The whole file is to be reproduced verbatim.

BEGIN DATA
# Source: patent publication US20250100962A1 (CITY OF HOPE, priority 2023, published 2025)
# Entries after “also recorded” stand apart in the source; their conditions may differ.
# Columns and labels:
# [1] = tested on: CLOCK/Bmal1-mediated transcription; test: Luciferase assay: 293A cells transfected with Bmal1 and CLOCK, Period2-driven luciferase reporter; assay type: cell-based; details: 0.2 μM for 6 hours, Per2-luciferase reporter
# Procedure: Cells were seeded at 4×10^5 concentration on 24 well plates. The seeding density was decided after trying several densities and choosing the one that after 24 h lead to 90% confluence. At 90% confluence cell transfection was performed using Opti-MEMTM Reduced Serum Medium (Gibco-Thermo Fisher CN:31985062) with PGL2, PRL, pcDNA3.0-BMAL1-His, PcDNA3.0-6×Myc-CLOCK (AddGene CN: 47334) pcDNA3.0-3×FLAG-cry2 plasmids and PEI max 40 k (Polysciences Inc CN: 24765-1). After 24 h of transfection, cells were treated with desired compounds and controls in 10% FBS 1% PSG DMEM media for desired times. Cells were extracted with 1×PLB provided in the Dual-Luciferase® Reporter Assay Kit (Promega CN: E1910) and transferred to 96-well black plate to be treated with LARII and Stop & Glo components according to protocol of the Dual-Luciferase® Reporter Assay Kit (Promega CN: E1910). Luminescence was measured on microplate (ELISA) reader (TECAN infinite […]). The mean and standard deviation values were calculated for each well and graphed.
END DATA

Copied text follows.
# Source: patent publication US20250100962A1 (CITY OF HOPE, priority 2023, published 2025)
# Entries after “also recorded” stand apart in the source; their conditions may differ.
# Columns and labels:
# [1] = tested on: CLOCK/Bmal1-mediated transcription; test: Luciferase assay: 293A cells transfected with Bmal1 and CLOCK, Period2-driven luciferase reporter; assay type: cell-based; details: 0.2 μM for 6 hours, Per2-luciferase reporter
# Procedure: Cells were seeded at 4×10^5 concentration on 24 well plates. The seeding density was decided after trying several densities and choosing the one that after 24 h lead to 90% confluence. At 90% confluence cell transfection was performed using Opti-MEMTM Reduced Serum Medium (Gibco-Thermo Fisher CN:31985062) with PGL2, PRL, pcDNA3.0-BMAL1-His, PcDNA3.0-6×Myc-CLOCK (AddGene CN: 47334) pcDNA3.0-3×FLAG-cry2 plasmids and PEI max 40 k (Polysciences Inc CN: 24765-1). After 24 h of transfection, cells were treated with desired compounds and controls in 10% FBS 1% PSG DMEM media for desired times. Cells were extracted with 1×PLB provided in the Dual-Luciferase® Reporter Assay Kit (Promega CN: E1910) and transferred to 96-well black plate to be treated with LARII and Stop & Glo components according to protocol of the Dual-Luciferase® Reporter Assay Kit (Promega CN: E1910). Luminescence was measured on microplate (ELISA) reader (TECAN infinite […]). The mean and standard deviation values were calculated for each well and graphed.